Last October, the For Zombies made our first appearance at the New York Comic Con and encouraged cosplayers to participate in a filming of a Dear Zombies episode. It features a Q&A session where a living person asks the zombies for advice and they deliver it as only the undead can. I walked the floor and managed to find a Captain America who asks us how to capture the Red Skull, Supergirl asking for dating advice and Slave Leia asking for help stopping George Lucas from further revising Star Wars. Supergirl has already been published in our first Dear Zombies episode which was covered in a prior article. We have plans for Captain America, but it’s Slave Leia who got our attention in our most recent release, Dear Zombies: Star Wars Edition.
George Lucas’ changes to Star War have inspired widespread nerd rage that surfaces in the strangest of places. At a political protest in New York a few years ago, there was one sign mixed in with Tea Party protest that stood out with “Why, George Lucas, why?” So, why not have a couple of stupid zombies join in on the action? Thankfully, we found a Slave Leia willing to participate in a Dear Zombies letter. Although crucial, that was only a fraction of the overall effort.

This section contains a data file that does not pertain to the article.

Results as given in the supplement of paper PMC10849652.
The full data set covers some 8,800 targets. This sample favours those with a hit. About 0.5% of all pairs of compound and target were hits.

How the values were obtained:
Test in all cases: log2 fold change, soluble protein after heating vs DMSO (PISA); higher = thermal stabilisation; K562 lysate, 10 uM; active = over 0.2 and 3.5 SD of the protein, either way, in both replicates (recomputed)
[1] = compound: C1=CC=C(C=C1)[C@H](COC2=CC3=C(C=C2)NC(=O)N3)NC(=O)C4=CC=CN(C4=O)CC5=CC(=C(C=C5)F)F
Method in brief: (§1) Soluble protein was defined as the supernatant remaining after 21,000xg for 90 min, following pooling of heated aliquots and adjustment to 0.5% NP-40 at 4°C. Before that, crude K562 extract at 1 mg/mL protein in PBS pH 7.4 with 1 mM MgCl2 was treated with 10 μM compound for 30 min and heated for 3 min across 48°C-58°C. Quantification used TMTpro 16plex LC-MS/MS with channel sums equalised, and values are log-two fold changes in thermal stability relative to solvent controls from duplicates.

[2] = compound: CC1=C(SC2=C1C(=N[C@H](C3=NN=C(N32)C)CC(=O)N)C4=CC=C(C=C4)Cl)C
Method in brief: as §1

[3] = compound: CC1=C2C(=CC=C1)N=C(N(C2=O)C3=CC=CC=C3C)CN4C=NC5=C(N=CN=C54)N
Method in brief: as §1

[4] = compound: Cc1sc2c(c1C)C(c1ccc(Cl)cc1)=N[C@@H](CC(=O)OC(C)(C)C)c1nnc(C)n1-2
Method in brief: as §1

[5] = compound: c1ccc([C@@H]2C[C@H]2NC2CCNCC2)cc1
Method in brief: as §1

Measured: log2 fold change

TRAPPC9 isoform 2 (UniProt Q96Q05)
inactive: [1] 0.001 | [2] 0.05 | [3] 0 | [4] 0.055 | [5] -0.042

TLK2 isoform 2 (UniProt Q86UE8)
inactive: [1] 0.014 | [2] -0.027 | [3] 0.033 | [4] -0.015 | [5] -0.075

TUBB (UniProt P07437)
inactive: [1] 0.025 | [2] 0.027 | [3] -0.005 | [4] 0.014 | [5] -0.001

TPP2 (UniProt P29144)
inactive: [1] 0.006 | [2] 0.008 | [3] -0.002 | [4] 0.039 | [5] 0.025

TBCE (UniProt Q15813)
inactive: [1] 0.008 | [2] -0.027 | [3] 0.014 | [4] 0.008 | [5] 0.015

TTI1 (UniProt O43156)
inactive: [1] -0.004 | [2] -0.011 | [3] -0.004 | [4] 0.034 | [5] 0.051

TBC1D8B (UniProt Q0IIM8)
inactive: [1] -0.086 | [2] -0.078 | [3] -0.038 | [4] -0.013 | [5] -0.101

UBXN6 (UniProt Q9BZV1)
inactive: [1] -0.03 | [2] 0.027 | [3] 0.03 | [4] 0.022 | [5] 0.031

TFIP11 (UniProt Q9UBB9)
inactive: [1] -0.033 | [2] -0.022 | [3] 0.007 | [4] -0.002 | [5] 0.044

We wanted to do our Star Wars edition right and that calls for light sabers. Back in Oct., we were just getting familiar with Adobe After Effects and concerned that might be beyond us. A very early test involving a simple Wiffle bat proved successful, although time consuming. The same process Lucas used with the original series in the 70s is the same general process used today. Rotoscoping involves tracing over the footage to replace with an animated element. Lucas original did it manually and we did it digital. The clip below is only a few seconds long, but it took around three hours to complete. It’s a tedious, frame-by-frame process and that is just one saber.
It may not look like it from the final clip, but the red saber that appears behind us was much more difficult to animate than the blue saber in the foreground. Lesson learned. If we plan on rotoscoping an object in the future it will be in the foreground as much as possible.